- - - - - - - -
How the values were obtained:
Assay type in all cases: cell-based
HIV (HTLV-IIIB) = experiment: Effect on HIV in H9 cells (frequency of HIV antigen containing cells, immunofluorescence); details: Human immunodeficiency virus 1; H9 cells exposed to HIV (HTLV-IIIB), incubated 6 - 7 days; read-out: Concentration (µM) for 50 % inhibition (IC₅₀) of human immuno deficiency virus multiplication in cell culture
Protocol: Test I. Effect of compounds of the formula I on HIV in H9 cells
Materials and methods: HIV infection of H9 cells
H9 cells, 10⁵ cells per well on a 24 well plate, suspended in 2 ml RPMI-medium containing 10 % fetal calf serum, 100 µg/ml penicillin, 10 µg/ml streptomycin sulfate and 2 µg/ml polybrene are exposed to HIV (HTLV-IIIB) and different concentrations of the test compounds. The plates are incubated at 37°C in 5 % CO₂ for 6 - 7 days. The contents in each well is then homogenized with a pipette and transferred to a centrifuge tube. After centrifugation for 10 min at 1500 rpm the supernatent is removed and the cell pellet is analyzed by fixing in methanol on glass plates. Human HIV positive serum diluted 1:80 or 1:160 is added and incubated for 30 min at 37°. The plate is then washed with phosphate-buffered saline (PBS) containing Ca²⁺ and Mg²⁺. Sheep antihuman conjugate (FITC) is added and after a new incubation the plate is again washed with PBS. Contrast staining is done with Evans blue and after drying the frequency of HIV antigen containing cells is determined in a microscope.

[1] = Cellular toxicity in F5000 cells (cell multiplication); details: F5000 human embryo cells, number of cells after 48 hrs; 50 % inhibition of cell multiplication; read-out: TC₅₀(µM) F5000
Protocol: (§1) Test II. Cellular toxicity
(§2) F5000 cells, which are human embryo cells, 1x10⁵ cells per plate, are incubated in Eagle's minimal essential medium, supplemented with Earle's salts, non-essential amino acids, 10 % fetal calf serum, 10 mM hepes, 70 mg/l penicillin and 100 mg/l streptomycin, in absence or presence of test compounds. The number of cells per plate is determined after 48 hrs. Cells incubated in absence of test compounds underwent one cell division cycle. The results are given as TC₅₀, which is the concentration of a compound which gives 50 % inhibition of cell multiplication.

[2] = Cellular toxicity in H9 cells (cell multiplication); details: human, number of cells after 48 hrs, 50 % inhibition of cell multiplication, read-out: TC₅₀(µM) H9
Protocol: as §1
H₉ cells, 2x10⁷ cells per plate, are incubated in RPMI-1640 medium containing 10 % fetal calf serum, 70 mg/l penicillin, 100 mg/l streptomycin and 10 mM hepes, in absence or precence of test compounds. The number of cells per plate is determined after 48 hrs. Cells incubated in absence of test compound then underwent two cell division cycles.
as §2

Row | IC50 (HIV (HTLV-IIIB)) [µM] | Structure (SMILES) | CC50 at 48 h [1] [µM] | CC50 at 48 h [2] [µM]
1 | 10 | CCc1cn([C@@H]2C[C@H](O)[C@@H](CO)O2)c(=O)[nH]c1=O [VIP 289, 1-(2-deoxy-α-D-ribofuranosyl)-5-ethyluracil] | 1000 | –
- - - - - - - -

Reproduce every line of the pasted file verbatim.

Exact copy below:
How the values were obtained:
Assay type in all cases: cell-based
HIV (HTLV-IIIB) = experiment: Effect on HIV in H9 cells (frequency of HIV antigen containing cells, immunofluorescence); details: Human immunodeficiency virus 1; H9 cells exposed to HIV (HTLV-IIIB), incubated 6 - 7 days; read-out: Concentration (µM) for 50 % inhibition (IC₅₀) of human immuno deficiency virus multiplication in cell culture
Protocol: Test I. Effect of compounds of the formula I on HIV in H9 cells
Materials and methods: HIV infection of H9 cells
H9 cells, 10⁵ cells per well on a 24 well plate, suspended in 2 ml RPMI-medium containing 10 % fetal calf serum, 100 µg/ml penicillin, 10 µg/ml streptomycin sulfate and 2 µg/ml polybrene are exposed to HIV (HTLV-IIIB) and different concentrations of the test compounds. The plates are incubated at 37°C in 5 % CO₂ for 6 - 7 days. The contents in each well is then homogenized with a pipette and transferred to a centrifuge tube. After centrifugation for 10 min at 1500 rpm the supernatent is removed and the cell pellet is analyzed by fixing in methanol on glass plates. Human HIV positive serum diluted 1:80 or 1:160 is added and incubated for 30 min at 37°. The plate is then washed with phosphate-buffered saline (PBS) containing Ca²⁺ and Mg²⁺. Sheep antihuman conjugate (FITC) is added and after a new incubation the plate is again washed with PBS. Contrast staining is done with Evans blue and after drying the frequency of HIV antigen containing cells is determined in a microscope.

[1] = Cellular toxicity in F5000 cells (cell multiplication); details: F5000 human embryo cells, number of cells after 48 hrs; 50 % inhibition of cell multiplication; read-out: TC₅₀(µM) F5000
Protocol: (§1) Test II. Cellular toxicity
(§2) F5000 cells, which are human embryo cells, 1x10⁵ cells per plate, are incubated in Eagle's minimal essential medium, supplemented with Earle's salts, non-essential amino acids, 10 % fetal calf serum, 10 mM hepes, 70 mg/l penicillin and 100 mg/l streptomycin, in absence or presence of test compounds. The number of cells per plate is determined after 48 hrs. Cells incubated in absence of test compounds underwent one cell division cycle. The results are given as TC₅₀, which is the concentration of a compound which gives 50 % inhibition of cell multiplication.

[2] = Cellular toxicity in H9 cells (cell multiplication); details: human, number of cells after 48 hrs, 50 % inhibition of cell multiplication, read-out: TC₅₀(µM) H9
Protocol: as §1
H₉ cells, 2x10⁷ cells per plate, are incubated in RPMI-1640 medium containing 10 % fetal calf serum, 70 mg/l penicillin, 100 mg/l streptomycin and 10 mM hepes, in absence or precence of test compounds. The number of cells per plate is determined after 48 hrs. Cells incubated in absence of test compound then underwent two cell division cycles.
as §2

Row | IC50 (HIV (HTLV-IIIB)) [µM] | Structure (SMILES) | CC50 at 48 h [1] [µM] | CC50 at 48 h [2] [µM]
1 | 10 | CCc1cn([C@@H]2C[C@H](O)[C@@H](CO)O2)c(=O)[nH]c1=O [VIP 289, 1-(2-deoxy-α-D-ribofuranosyl)-5-ethyluracil] | 1000 | –